Saveliev is a natural matchmaker. The former Bolshoi dancer makes it her business to know the backgrounds of her most talented competitors—and, generally, what each partner school or company looks for in its dancers. “If Franco [De Vita, principal of ABT’s JKO School] is asking, I can tell him, The parents are very poor so they’re never going to move to New York, but if you want to offer them California, they might come because they have family there.” Over the years, she has learned company preferences as well. “The Stuttgart will never hire anybody without feet. For the Royal, I think face is very important. For Hamburg, it doesn’t matter if their legs are a little shorter, but they have to be a great mover.”
And if a dancer has her heart set on a company that is unrealistic, Saveliev attempts to gently redirect her. “I steer them to the right direction, open their eyes to the company where they might have a good future. I cannot guarantee, I’m not the director—but I can predict.”
Parents and students expect reality checks from Saveliev. She holds frank conversations with families about their child’s potential. And in one extreme case, she even suggested plastic surgery after hearing from judges repeatedly that the young woman’s appearance was holding her back. (That dancer is now a professional.) “It’s not the typical American style; I guess that’s what I get from Russia still. But I will do whatever it takes to get these kids jobs or scholarships.”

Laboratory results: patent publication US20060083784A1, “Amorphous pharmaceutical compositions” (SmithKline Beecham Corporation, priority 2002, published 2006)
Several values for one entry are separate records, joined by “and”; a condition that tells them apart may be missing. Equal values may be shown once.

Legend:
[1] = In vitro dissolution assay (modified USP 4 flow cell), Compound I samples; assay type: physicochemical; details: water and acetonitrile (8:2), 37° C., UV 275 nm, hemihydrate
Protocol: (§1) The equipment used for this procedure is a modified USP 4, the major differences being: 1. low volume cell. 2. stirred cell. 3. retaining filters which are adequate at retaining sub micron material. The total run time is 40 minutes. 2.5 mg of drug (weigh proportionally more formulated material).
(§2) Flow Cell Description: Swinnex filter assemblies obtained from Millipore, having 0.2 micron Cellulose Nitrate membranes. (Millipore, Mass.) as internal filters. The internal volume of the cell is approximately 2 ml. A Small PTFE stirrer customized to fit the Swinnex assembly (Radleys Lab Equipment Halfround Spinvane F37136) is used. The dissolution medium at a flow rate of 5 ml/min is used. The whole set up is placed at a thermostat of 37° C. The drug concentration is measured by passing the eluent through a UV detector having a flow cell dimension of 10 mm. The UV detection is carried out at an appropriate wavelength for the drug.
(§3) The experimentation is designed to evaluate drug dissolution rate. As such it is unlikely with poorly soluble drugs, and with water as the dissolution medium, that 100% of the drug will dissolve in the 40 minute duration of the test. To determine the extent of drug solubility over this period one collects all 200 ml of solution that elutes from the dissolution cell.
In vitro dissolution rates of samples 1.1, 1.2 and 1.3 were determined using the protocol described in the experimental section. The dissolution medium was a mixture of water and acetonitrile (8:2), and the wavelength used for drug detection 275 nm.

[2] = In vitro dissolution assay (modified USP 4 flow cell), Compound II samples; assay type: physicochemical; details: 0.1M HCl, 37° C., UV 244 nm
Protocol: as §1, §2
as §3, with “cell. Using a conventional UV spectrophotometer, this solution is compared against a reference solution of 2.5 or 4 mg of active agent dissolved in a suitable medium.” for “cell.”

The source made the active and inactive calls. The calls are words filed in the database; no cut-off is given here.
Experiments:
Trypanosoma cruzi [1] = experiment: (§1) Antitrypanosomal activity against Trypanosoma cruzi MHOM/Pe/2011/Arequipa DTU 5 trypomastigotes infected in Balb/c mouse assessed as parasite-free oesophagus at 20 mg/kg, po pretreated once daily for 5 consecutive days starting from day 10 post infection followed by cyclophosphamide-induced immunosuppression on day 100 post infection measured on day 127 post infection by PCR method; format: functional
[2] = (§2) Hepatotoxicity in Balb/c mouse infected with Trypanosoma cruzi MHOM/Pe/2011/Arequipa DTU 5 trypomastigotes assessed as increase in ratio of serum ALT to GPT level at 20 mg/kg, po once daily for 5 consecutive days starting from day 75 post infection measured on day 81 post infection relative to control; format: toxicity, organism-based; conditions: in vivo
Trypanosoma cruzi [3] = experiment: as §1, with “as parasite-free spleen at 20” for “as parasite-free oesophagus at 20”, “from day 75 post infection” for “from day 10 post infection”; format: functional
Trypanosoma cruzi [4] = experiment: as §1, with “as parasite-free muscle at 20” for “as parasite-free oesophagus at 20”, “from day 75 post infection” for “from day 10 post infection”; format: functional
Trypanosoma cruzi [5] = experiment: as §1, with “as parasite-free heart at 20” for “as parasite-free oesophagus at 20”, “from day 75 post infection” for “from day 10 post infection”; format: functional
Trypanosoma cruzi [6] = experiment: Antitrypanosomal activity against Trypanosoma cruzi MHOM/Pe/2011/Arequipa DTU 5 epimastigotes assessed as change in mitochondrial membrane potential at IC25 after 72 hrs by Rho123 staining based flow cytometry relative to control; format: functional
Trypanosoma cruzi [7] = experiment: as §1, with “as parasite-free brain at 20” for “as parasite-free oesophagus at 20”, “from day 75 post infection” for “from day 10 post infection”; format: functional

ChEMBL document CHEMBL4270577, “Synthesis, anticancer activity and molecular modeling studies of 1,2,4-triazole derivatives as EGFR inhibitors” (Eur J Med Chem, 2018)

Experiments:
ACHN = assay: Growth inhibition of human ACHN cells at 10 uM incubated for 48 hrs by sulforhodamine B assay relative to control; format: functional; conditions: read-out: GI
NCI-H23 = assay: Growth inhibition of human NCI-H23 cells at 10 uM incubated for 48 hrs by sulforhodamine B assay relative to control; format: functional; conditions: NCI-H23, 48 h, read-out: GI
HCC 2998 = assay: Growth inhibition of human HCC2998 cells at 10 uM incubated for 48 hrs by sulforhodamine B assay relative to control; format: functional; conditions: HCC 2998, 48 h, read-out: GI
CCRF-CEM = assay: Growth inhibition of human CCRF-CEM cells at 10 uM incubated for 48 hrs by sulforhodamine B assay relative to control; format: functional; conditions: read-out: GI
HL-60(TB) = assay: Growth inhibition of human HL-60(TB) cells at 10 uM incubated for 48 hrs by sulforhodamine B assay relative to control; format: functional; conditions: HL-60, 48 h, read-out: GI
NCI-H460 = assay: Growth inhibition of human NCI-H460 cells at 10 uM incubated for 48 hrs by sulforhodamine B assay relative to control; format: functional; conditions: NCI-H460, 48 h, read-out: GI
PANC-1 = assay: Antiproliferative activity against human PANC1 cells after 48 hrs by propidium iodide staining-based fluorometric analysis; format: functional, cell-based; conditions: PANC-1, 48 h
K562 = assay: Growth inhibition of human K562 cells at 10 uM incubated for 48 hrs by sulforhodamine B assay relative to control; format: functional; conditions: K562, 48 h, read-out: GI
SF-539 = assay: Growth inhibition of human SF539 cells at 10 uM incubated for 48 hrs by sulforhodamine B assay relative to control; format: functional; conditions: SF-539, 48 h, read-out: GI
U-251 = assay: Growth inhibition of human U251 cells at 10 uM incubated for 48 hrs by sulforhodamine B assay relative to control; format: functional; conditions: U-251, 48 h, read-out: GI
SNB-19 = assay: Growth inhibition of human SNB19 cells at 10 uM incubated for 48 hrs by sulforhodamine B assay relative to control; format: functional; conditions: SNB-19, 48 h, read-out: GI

Stanton Welch, the artistic director of Houston Ballet who often serves on the YAGP jury (the company’s school also awards scholarships), confirms that she is single-minded about this goal. “Larissa just wants all her kids in companies,” he says. “She’s like the proud parent. She definitely has her point of view—and certainly the kids that I’ve taken directly from the competition have been very successful for us.”
The fact that competitions push technique to the extreme is a longstanding criticism. But Saveliev instills artistic values whenever she can. “I tell them,” she says, “The medal is not your goal. It’s like an A+ in school: It’s great, it gives you self-confidence. But you have to work even harder now.”
She is no stranger to hard work herself. She once organized the New York finals while seven months pregnant with her younger son. Luckily, she is able to rely on her husband, Gennadi Saveliev, YAGP co-founder and former soloist with ABT, to balance her outsized ideas with pragmatism.
Saveliev jokes that if she had known how tough running YAGP was going to be, she would never have started it. But in the end, she finds it rewarding to discover untapped talent. “It’s like looking for gemstones. You find them in the middle of God-knows-where and give them to a good jeweler. And a couple of years later, they sparkle.” —Kina Poon